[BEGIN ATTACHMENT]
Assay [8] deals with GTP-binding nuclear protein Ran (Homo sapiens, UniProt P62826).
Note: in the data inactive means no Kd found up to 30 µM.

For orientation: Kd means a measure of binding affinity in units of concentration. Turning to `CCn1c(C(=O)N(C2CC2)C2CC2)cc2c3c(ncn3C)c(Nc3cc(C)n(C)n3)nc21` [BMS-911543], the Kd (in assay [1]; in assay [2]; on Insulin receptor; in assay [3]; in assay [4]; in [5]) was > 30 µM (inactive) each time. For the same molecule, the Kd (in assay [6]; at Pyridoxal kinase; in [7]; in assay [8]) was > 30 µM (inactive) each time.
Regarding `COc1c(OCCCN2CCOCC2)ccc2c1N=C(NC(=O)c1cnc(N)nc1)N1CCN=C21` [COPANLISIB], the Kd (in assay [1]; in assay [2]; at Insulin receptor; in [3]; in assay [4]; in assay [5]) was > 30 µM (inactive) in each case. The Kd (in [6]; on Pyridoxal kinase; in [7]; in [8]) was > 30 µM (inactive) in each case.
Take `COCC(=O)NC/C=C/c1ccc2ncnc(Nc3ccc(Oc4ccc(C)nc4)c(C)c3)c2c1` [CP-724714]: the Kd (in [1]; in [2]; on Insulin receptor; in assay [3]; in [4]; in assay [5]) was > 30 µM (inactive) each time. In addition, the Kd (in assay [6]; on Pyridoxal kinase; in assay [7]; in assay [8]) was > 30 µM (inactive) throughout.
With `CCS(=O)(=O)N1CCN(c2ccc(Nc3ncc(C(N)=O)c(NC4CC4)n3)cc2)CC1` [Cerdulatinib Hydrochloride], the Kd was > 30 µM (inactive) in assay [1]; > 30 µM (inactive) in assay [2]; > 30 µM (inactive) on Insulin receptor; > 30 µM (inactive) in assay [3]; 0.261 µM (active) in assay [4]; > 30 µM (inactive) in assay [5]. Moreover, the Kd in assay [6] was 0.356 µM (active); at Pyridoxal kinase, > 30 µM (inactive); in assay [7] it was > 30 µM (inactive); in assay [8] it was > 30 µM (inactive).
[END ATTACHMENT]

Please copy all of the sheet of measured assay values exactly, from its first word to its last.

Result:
Assay [8] deals with GTP-binding nuclear protein Ran (Homo sapiens, UniProt P62826).
Note: in the data inactive means no Kd found up to 30 µM.

For orientation: Kd means a measure of binding affinity in units of concentration. Turning to `CCn1c(C(=O)N(C2CC2)C2CC2)cc2c3c(ncn3C)c(Nc3cc(C)n(C)n3)nc21` [BMS-911543], the Kd (in assay [1]; in assay [2]; on Insulin receptor; in assay [3]; in assay [4]; in [5]) was > 30 µM (inactive) each time. For the same molecule, the Kd (in assay [6]; at Pyridoxal kinase; in [7]; in assay [8]) was > 30 µM (inactive) each time.
Regarding `COc1c(OCCCN2CCOCC2)ccc2c1N=C(NC(=O)c1cnc(N)nc1)N1CCN=C21` [COPANLISIB], the Kd (in assay [1]; in assay [2]; at Insulin receptor; in [3]; in assay [4]; in assay [5]) was > 30 µM (inactive) in each case. The Kd (in [6]; on Pyridoxal kinase; in [7]; in [8]) was > 30 µM (inactive) in each case.
Take `COCC(=O)NC/C=C/c1ccc2ncnc(Nc3ccc(Oc4ccc(C)nc4)c(C)c3)c2c1` [CP-724714]: the Kd (in [1]; in [2]; on Insulin receptor; in assay [3]; in [4]; in assay [5]) was > 30 µM (inactive) each time. In addition, the Kd (in assay [6]; on Pyridoxal kinase; in assay [7]; in assay [8]) was > 30 µM (inactive) throughout.
With `CCS(=O)(=O)N1CCN(c2ccc(Nc3ncc(C(N)=O)c(NC4CC4)n3)cc2)CC1` [Cerdulatinib Hydrochloride], the Kd was > 30 µM (inactive) in assay [1]; > 30 µM (inactive) in assay [2]; > 30 µM (inactive) on Insulin receptor; > 30 µM (inactive) in assay [3]; 0.261 µM (active) in assay [4]; > 30 µM (inactive) in assay [5]. Moreover, the Kd in assay [6] was 0.356 µM (active); at Pyridoxal kinase, > 30 µM (inactive); in assay [7] it was > 30 µM (inactive); in assay [8] it was > 30 µM (inactive).